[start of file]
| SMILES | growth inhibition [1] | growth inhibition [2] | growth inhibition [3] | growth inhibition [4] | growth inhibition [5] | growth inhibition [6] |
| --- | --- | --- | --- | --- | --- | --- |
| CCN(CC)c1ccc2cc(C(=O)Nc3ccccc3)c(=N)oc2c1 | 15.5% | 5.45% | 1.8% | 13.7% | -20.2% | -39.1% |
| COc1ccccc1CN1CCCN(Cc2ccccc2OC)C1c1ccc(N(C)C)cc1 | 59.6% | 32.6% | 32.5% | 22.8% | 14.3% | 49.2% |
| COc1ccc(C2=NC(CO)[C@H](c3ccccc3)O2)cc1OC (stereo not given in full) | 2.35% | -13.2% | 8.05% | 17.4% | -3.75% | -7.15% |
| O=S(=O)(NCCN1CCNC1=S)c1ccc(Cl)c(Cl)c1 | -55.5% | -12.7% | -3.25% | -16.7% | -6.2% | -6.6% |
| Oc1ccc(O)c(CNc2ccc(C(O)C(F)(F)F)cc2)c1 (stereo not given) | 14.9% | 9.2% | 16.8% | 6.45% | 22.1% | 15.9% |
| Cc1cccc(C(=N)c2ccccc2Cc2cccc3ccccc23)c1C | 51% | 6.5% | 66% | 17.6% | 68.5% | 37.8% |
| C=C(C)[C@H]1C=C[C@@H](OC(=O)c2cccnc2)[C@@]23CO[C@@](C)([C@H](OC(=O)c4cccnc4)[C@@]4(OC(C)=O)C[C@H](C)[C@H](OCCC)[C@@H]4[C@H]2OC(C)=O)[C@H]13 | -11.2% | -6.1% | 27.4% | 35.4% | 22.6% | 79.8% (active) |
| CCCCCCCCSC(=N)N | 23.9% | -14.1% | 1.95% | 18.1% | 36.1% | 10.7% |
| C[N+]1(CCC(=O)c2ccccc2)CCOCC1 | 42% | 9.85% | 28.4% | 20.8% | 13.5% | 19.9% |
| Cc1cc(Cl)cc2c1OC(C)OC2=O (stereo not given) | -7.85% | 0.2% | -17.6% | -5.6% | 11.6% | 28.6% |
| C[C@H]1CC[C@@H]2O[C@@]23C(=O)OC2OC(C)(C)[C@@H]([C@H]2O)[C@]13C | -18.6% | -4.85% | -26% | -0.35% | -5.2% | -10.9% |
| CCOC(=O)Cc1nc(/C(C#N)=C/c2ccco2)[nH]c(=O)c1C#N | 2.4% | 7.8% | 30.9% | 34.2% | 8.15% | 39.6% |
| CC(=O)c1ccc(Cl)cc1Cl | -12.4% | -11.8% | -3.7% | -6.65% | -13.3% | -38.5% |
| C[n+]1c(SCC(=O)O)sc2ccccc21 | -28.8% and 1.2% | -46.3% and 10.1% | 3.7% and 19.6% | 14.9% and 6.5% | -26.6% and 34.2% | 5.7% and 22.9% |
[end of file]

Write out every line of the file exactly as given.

| SMILES | growth inhibition [1] | growth inhibition [2] | growth inhibition [3] | growth inhibition [4] | growth inhibition [5] | growth inhibition [6] |
| --- | --- | --- | --- | --- | --- | --- |
| CCN(CC)c1ccc2cc(C(=O)Nc3ccccc3)c(=N)oc2c1 | 15.5% | 5.45% | 1.8% | 13.7% | -20.2% | -39.1% |
| COc1ccccc1CN1CCCN(Cc2ccccc2OC)C1c1ccc(N(C)C)cc1 | 59.6% | 32.6% | 32.5% | 22.8% | 14.3% | 49.2% |
| COc1ccc(C2=NC(CO)[C@H](c3ccccc3)O2)cc1OC (stereo not given in full) | 2.35% | -13.2% | 8.05% | 17.4% | -3.75% | -7.15% |
| O=S(=O)(NCCN1CCNC1=S)c1ccc(Cl)c(Cl)c1 | -55.5% | -12.7% | -3.25% | -16.7% | -6.2% | -6.6% |
| Oc1ccc(O)c(CNc2ccc(C(O)C(F)(F)F)cc2)c1 (stereo not given) | 14.9% | 9.2% | 16.8% | 6.45% | 22.1% | 15.9% |
| Cc1cccc(C(=N)c2ccccc2Cc2cccc3ccccc23)c1C | 51% | 6.5% | 66% | 17.6% | 68.5% | 37.8% |
| C=C(C)[C@H]1C=C[C@@H](OC(=O)c2cccnc2)[C@@]23CO[C@@](C)([C@H](OC(=O)c4cccnc4)[C@@]4(OC(C)=O)C[C@H](C)[C@H](OCCC)[C@@H]4[C@H]2OC(C)=O)[C@H]13 | -11.2% | -6.1% | 27.4% | 35.4% | 22.6% | 79.8% (active) |
| CCCCCCCCSC(=N)N | 23.9% | -14.1% | 1.95% | 18.1% | 36.1% | 10.7% |
| C[N+]1(CCC(=O)c2ccccc2)CCOCC1 | 42% | 9.85% | 28.4% | 20.8% | 13.5% | 19.9% |
| Cc1cc(Cl)cc2c1OC(C)OC2=O (stereo not given) | -7.85% | 0.2% | -17.6% | -5.6% | 11.6% | 28.6% |
| C[C@H]1CC[C@@H]2O[C@@]23C(=O)OC2OC(C)(C)[C@@H]([C@H]2O)[C@]13C | -18.6% | -4.85% | -26% | -0.35% | -5.2% | -10.9% |
| CCOC(=O)Cc1nc(/C(C#N)=C/c2ccco2)[nH]c(=O)c1C#N | 2.4% | 7.8% | 30.9% | 34.2% | 8.15% | 39.6% |
| CC(=O)c1ccc(Cl)cc1Cl | -12.4% | -11.8% | -3.7% | -6.65% | -13.3% | -38.5% |
| C[n+]1c(SCC(=O)O)sc2ccccc21 | -28.8% and 1.2% | -46.3% and 10.1% | 3.7% and 19.6% | 14.9% and 6.5% | -26.6% and 34.2% | 5.7% and 22.9% |